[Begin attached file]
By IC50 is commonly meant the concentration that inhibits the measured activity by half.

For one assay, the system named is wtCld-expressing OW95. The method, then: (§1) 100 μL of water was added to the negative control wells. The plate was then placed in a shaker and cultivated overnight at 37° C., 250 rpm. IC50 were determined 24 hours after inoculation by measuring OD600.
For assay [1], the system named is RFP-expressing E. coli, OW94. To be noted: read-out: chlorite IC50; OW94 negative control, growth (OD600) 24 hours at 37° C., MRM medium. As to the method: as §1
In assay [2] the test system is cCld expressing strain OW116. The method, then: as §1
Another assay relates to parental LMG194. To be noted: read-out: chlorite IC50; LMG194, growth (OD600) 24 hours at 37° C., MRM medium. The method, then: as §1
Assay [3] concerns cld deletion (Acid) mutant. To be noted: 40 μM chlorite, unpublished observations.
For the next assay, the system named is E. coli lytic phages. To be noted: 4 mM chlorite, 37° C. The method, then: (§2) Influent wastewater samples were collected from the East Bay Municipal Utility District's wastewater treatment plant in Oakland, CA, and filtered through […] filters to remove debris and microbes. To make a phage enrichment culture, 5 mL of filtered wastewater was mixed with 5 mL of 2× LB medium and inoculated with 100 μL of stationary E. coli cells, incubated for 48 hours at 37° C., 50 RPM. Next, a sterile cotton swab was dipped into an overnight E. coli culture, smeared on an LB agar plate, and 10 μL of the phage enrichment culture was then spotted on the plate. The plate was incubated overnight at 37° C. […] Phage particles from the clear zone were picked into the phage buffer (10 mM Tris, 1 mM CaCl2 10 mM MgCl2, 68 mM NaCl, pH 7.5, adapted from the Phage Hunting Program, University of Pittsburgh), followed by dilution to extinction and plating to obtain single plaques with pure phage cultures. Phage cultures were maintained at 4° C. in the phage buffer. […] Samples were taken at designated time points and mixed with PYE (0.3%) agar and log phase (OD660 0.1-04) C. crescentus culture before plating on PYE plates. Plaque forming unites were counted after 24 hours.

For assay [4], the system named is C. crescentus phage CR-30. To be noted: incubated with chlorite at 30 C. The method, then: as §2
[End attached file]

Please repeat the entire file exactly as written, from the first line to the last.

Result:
By IC50 is commonly meant the concentration that inhibits the measured activity by half.

For one assay, the system named is wtCld-expressing OW95. The method, then: (§1) 100 μL of water was added to the negative control wells. The plate was then placed in a shaker and cultivated overnight at 37° C., 250 rpm. IC50 were determined 24 hours after inoculation by measuring OD600.
For assay [1], the system named is RFP-expressing E. coli, OW94. To be noted: read-out: chlorite IC50; OW94 negative control, growth (OD600) 24 hours at 37° C., MRM medium. As to the method: as §1
In assay [2] the test system is cCld expressing strain OW116. The method, then: as §1
Another assay relates to parental LMG194. To be noted: read-out: chlorite IC50; LMG194, growth (OD600) 24 hours at 37° C., MRM medium. The method, then: as §1
Assay [3] concerns cld deletion (Acid) mutant. To be noted: 40 μM chlorite, unpublished observations.
For the next assay, the system named is E. coli lytic phages. To be noted: 4 mM chlorite, 37° C. The method, then: (§2) Influent wastewater samples were collected from the East Bay Municipal Utility District's wastewater treatment plant in Oakland, CA, and filtered through […] filters to remove debris and microbes. To make a phage enrichment culture, 5 mL of filtered wastewater was mixed with 5 mL of 2× LB medium and inoculated with 100 μL of stationary E. coli cells, incubated for 48 hours at 37° C., 50 RPM. Next, a sterile cotton swab was dipped into an overnight E. coli culture, smeared on an LB agar plate, and 10 μL of the phage enrichment culture was then spotted on the plate. The plate was incubated overnight at 37° C. […] Phage particles from the clear zone were picked into the phage buffer (10 mM Tris, 1 mM CaCl2 10 mM MgCl2, 68 mM NaCl, pH 7.5, adapted from the Phage Hunting Program, University of Pittsburgh), followed by dilution to extinction and plating to obtain single plaques with pure phage cultures. Phage cultures were maintained at 4° C. in the phage buffer. […] Samples were taken at designated time points and mixed with PYE (0.3%) agar and log phase (OD660 0.1-04) C. crescentus culture before plating on PYE plates. Plaque forming unites were counted after 24 hours.

For assay [4], the system named is C. crescentus phage CR-30. To be noted: incubated with chlorite at 30 C. The method, then: as §2